A Demand To Be Heard
During this past week we’ve witnessed the anger and agony from those who suffer from not being heard. Deborah Bloom, reporting in The Washington Post, noted:
Painful. Gut-wrenching. Heartbreaking. Unbearable.
That’s how women described listening to Thursday’s Senate Judiciary Committee hearing, where Christine Blasey Ford testified that Supreme Court nominee Brett M. Kavanaugh had sexually assaulted her when they were both in high school.
The hearings became painfully and politically partisan. A quest for truth was maligned by what could only be called a majority mob rule. Neither side felt they were being heard and respected. Being discounted in this way generates fear for all concerned. It also stokes a passion for revenge and retaliation. This atmosphere is not healthy. We must not loose sight of why it emerges: All people must be heard!
McKay Coppins, in The Atlantic (Jeff Flake Explains Himself), wrote about how Republican Senator Jeff Flake sought a cooler response. He slowed the vitriol as he heard and responded to what he witnessed. Senator Flake said to Coppins:
We can’t just have the committee acting like this. The majority and minority parties and their staffs just don’t work well together. There’s no trust.
A Lesson In Governance
While the headlines and breaking news items rightfully catch our attention, we are confronted with the importance of the minority voice(s) in our midst. Our democracy was founded on the idea that we don’t govern just by majority rule. Theoretically, this nation listens to those who may be in the minority. We respect them and what they say. They are heard.
We must remember this lesson when we consider capturing our nation’s sentiment when selecting a president. While it is enticing to think all we need is a popular vote result, it causes us to skip past the minority sentiment and ignores the fact that our country is a republic of states, not simply one nation.
A Constitutional Republic
A popular vote approach essentially erases the state lines. The one nation concept would look like this:
Notice that there are no state boundaries. States have disappeared. Our nation, however, is a Constitutional Republic. That means our 50 states are relatively independent in their respective governance, though one federal government serves them all. Our United States is a collection of individual states, hence its name.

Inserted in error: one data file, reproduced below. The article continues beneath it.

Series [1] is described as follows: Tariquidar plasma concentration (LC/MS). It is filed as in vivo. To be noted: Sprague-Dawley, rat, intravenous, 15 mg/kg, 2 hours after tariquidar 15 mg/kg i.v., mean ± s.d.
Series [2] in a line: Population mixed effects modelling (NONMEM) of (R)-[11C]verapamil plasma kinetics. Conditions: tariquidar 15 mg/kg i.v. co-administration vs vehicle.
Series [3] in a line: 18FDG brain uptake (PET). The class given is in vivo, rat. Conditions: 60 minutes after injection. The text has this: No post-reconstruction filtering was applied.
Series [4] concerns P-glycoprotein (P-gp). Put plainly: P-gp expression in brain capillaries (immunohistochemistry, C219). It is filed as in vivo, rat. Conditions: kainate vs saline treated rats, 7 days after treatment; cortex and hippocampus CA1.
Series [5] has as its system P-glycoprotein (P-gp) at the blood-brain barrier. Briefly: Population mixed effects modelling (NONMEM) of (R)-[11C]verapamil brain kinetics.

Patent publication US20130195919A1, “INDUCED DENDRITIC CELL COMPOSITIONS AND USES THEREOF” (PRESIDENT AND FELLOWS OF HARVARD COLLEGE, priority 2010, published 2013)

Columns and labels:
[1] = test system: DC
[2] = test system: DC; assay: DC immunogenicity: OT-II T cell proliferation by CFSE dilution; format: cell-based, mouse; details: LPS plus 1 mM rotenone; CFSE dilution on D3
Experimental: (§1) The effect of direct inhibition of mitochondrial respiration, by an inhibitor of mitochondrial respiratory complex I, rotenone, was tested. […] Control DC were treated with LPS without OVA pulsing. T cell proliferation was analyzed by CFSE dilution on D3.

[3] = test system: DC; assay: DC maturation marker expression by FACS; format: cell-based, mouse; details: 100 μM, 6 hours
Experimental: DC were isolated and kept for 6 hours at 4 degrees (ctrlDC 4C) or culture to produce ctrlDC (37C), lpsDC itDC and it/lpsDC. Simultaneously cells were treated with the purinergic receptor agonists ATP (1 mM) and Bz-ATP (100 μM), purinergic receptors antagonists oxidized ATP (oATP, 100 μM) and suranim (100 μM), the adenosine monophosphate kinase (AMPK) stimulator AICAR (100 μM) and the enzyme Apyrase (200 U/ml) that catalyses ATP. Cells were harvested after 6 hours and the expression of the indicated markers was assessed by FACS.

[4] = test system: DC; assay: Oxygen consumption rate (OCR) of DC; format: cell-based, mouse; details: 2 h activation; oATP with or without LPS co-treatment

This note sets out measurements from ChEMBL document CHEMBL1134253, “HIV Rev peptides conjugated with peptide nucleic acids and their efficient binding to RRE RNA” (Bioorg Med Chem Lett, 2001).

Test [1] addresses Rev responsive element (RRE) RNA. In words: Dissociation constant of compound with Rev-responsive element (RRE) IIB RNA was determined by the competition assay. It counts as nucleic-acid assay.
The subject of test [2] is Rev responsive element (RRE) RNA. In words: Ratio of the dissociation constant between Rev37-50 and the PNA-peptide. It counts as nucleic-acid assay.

Large States Versus Small States
Some states are more populated than others. That’s natural. Yet it generates a population comparison of large states versus small states. Majorities and minorities (population-wise) emerge. Unique and independent state voices emerge.
This is why our Founding Fathers created the Electoral College to capture the popular vote, on a state-by-state basis, as well as the separate and equal state voices. All must be heard — the people and the individual states — when we elect our president. The Electoral College is a mechanism that allows states with smaller populations to not be totally dominated by those with larger populations. The Electoral College allows the minority voting voice to be heard.
Where We Live
Large population majorities congregate in a few states leaving many small minority states underrepresented by a simple popular vote. Consider this population comparison:
Half of the nation’s citizens reside in the green states shown here. Another third of the nation live in the yellow states. That leaves 25 states, half of the nation’s states, (and much more if you consider landmass) contributing only one-sixth of the population — one-sixth of the voting voice!
If only a popular vote is considered, the states shown in gray would be a minority voice. These states would not be heard, as they should be, when our nation’s presidency is contested.
Imagine a presidential campaign bent on capturing only a popular vote plurality. Where would it be focused? It’s easier to ignore the 25 states in gray and spend time and money capturing votes in more concentrated areas. Again, the gray states would not be heard nor would they much matter.
Everyone Must Be Heard
Everyone wants to be heard. It’s part of being human. Nobody likes to be overwhelmed, subject to the powers of larger and more dominant influences. We have recently witnessed how power can be abused so some are not heard. On a personal level, such discounting creates unwarranted trauma.
The Founding Fathers recognized the need to let minorities be heard. They recognized that majority rule is in close kinship, at times, with mob rule. Our diversity of states and regions and people need to fairly weigh in, without fear of domination, when we elect our president.
A Lesson Delivered – Was It Heard?
The minority vote is further suppressed because of the winner-takes-all approach (not a part of the Electoral College) we use in presidential elections. If you vote among the minority in your state, your presidential ballot is not counted. It is not reflected in the Electoral College results. Your voting voice is not heard!
Equal Voice Voting is founded on the tenets that every vote counts on a state-by-state basis and that every state matters. It’s critical that we ensure minorities are heard. A popular vote approach cannot provide this consideration. It invites future presidential campaigns to forget who and what we really are: A Constitutional Republic!
We have witnessed a national upheaval from sexually abused victims who demand to be heard. They have long been silenced, ignored, and disrespected. We have witnessed an outpouring of rebuke due to their traumatic experiences.
The nation always needs to let minorities have their voting voice. Let’s allow the Electoral College do as it was intended by using Equal Voice Voting. We can make every vote count and every state matter!